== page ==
Speaking Out 

We Art Women shines light on violence

A recent article in the Chicago Tribune stated that 1 in 10 teenage girls suffers from dating violence, and many of these victims see physical abuse as normal or even "asked for." This cycle of violence, often passed from parents to children to their partners, can only be broken through education and the existence of safe shelters—like the Women's and Children's Alliance in Boise.

"I fled from Portland, Ore., from a domestic and came here," says domestic violence survivor Teri Ferron. "I had heard about the WCA, but I found a flier that reiterated that there were programs there. It was really, really a difficult time for me. At the same time, because of my job, I made too much money to get any kind of [government] help, but I didn't have enough for us to live on. [The WCA] was the only organization that would help."

Ferron and her sons, now 11 and 16, have since resettled in Boise and started rebuilding their lives. Now Ferron hopes to help other women by speaking out about domestic violence. She'll talk at the annual We Art Women fundraiser—an event that raised $14,000 for the WCA last year.

"Every dollar, every dime that comes through here is critically important to the operation," says Bev LaChance, senior director of social services at WCA. "[We Art Women] is also an awareness vehicle ... it has been a wonderful coupling between the art community and our mission."

Celebration of Women in the Arts was founded 15 years ago by Humpin' Hannah's proprietress, and domestic violence survivor, Rocci Johnson. Though the event spent the majority of its adolescence at rowdy Hannah's, three years ago it slipped into a fancier gown, got a new name—We Art Women—and sauntered into the Esther Simplot Performing Arts Academy. This year's event includes work from 47 artists, with 20 percent of the proceeds from sales going to the WCA. Also, 17 pieces have been donated for the event's silent and live auctions, including Reham Aarti Jacobsen's mosaic bust Gypsy Dancer, valued at $1,800 and Julie Clemons' colorful oil stick piece Reaching. A panel of five professional artists—Zella Bardsley, Julie Clemons, Miriam Woito, Kristy Albrecht and Marianne Konvalinka—sifted through this year's entries.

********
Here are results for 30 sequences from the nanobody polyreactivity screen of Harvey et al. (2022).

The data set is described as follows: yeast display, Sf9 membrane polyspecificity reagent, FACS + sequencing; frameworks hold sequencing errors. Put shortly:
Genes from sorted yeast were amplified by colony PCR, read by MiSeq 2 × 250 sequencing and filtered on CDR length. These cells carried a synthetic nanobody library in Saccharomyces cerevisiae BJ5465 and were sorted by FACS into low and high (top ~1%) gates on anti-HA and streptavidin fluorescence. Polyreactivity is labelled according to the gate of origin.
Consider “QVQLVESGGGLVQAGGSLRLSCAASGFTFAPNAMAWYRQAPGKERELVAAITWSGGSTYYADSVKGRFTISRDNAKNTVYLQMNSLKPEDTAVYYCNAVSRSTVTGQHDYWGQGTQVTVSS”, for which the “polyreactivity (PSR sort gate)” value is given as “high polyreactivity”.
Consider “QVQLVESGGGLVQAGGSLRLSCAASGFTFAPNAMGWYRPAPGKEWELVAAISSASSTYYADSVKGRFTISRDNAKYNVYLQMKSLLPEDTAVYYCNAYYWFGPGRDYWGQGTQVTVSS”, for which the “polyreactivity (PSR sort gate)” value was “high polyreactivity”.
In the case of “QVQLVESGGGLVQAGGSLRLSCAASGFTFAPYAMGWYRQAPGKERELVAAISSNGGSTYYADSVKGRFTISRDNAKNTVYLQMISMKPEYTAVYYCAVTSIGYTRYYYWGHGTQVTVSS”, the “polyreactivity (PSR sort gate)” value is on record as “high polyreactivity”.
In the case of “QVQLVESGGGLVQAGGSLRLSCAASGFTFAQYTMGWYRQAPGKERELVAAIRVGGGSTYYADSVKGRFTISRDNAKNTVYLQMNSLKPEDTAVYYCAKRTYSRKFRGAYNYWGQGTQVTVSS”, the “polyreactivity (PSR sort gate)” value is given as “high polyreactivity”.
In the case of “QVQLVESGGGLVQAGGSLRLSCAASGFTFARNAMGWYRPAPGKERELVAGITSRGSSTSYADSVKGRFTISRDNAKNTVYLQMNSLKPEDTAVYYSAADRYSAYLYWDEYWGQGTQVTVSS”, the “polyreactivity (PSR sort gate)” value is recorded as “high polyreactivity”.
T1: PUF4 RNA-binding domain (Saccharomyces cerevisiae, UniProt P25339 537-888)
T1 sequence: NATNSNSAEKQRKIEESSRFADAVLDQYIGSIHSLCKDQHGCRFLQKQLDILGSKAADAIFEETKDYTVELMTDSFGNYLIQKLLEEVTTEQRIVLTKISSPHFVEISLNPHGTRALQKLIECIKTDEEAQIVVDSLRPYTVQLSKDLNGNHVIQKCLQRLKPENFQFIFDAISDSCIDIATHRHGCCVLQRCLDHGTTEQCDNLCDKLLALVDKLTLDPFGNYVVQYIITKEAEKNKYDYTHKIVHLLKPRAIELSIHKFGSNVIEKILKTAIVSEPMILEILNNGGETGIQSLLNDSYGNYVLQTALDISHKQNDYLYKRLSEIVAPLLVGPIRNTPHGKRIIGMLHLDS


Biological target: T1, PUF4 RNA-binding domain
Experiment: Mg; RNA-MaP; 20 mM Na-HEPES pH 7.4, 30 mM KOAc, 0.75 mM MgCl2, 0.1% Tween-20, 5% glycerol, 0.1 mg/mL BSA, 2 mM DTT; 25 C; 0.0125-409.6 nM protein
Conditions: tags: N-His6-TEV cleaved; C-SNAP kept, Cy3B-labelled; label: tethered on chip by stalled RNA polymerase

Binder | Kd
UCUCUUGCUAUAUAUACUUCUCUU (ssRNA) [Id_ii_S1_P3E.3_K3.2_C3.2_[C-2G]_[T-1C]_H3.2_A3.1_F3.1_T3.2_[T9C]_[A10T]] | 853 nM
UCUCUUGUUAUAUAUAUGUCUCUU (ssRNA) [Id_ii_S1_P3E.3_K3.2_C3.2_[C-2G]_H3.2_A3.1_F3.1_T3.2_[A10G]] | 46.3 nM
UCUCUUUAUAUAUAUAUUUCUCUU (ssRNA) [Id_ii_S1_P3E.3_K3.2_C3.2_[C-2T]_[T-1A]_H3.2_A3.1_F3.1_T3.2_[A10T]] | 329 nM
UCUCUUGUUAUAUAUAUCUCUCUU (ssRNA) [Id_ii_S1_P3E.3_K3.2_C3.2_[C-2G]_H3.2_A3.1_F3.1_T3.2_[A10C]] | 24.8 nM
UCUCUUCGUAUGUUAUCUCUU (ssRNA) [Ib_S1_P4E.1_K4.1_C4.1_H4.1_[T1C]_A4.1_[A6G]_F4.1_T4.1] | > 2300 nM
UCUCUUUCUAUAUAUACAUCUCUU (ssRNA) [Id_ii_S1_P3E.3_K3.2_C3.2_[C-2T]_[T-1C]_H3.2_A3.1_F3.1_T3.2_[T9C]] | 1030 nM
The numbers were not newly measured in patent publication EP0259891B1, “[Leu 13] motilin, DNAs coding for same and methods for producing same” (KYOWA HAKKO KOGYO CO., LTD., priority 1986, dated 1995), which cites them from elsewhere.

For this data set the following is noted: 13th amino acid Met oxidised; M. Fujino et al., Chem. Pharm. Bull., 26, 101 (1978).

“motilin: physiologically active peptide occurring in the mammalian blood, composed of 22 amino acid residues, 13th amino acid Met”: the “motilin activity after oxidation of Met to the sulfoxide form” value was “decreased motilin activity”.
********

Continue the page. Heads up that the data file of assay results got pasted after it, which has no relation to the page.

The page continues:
"We really had a space problem, so this year, for the first time, we juried the show," says Zella Bardsley. "I think that intimidated a lot of artists from entering because of the jury process. I think they'll feel more comfortable next year now that they've gone through it and everybody's represented still."

Bardsley says implementing a jurying process has helped emerging artists build their resumes while ensuring a level of professionalism that established artists expect.

"It was hard to say 'yes' to this piece and 'no' to this piece, even from the same person," notes Clemons.

In addition to pieces like Lisa Bower's Lion King-esque Golden Canyon and Nancy Panganiban's Rousseau-reminiscent Lost in Flambeau, the benefit will include silent and live auctions featuring various tickets and vacation packages. Though live music and a full pasta buffet from Smoky Mountain Pizza are reasons enough to shell out $25 for a ticket, the most essential is supporting the WCA. As the economy continues to retch, the WCA's most vital services—24-hour crisis hot lines, counselors, shelters, court advocacy—might soon face cutbacks when area women are relying on those services more than ever.

"This economic downturn just continues the stress on families," says Rocci Johnson. "Relationships that are already in a difficult situation, obviously, have been heaped with much more difficulty. It can wind up being acted out with violence. It's just like pouring kerosene on a fire."

While LaChance says it's common for women to delay getting help during tough economic times because of financial worries, she notes that this creates an added burden on counseling staff once they do seek help. But by speaking out, and encouraging women to seek help, domestic violence survivors like Johnson and Ferron hope they can help just one more woman break the cycle.

"I sat down with [my son] and I said, 'What has the WCA done for you, for our family, for us individually?'" says Ferron. "And my 11-year-old, now, he said, 'You know what, Mommy, it's given us trust back in our family again. It's given us the ability to love each other in the ways that we really should love each other.'"

Thursday, Feb. 26, 6-9 p.m., $25, Esther Simplot Performing Arts Academy, 516 S. Ninth St. For the WCA, call 208-343-3688.

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